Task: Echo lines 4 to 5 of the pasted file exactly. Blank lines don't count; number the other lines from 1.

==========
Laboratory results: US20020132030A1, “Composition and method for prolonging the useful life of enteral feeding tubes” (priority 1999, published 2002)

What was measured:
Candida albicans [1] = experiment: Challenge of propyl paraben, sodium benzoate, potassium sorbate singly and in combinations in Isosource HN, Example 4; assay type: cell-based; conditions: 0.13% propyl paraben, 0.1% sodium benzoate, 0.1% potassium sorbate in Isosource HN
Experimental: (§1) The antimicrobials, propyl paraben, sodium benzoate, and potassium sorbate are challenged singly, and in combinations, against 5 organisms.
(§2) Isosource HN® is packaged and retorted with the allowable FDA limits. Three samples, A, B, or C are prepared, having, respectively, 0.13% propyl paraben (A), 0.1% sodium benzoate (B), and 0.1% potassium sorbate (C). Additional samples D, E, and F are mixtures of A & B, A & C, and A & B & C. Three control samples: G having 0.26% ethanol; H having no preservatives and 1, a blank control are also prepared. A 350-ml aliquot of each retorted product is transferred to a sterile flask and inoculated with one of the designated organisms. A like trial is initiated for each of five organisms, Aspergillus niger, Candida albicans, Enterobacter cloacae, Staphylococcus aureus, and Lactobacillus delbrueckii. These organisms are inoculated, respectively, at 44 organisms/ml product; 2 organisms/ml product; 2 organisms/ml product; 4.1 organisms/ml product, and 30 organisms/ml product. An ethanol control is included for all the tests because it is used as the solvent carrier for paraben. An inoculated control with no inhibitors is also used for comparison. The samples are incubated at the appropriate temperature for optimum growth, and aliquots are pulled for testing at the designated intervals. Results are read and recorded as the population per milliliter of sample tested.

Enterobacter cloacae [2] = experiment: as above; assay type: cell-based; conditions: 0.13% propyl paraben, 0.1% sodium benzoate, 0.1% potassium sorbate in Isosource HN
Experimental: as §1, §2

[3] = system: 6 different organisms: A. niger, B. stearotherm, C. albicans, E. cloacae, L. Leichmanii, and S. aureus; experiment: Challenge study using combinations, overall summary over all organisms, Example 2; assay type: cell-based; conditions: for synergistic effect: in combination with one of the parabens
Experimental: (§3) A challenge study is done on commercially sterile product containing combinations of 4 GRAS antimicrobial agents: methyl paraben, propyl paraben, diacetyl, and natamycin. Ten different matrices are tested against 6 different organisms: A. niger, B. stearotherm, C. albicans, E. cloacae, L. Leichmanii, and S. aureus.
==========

Experimental: (§1) The antimicrobials, propyl paraben, sodium benzoate, and potassium sorbate are challenged singly, and in combinations, against 5 organisms.
(§2) Isosource HN® is packaged and retorted with the allowable FDA limits. Three samples, A, B, or C are prepared, having, respectively, 0.13% propyl paraben (A), 0.1% sodium benzoate (B), and 0.1% potassium sorbate (C). Additional samples D, E, and F are mixtures of A & B, A & C, and A & B & C. Three control samples: G having 0.26% ethanol; H having no preservatives and 1, a blank control are also prepared. A 350-ml aliquot of each retorted product is transferred to a sterile flask and inoculated with one of the designated organisms. A like trial is initiated for each of five organisms, Aspergillus niger, Candida albicans, Enterobacter cloacae, Staphylococcus aureus, and Lactobacillus delbrueckii. These organisms are inoculated, respectively, at 44 organisms/ml product; 2 organisms/ml product; 2 organisms/ml product; 4.1 organisms/ml product, and 30 organisms/ml product. An ethanol control is included for all the tests because it is used as the solvent carrier for paraben. An inoculated control with no inhibitors is also used for comparison. The samples are incubated at the appropriate temperature for optimum growth, and aliquots are pulled for testing at the designated intervals. Results are read and recorded as the population per milliliter of sample tested.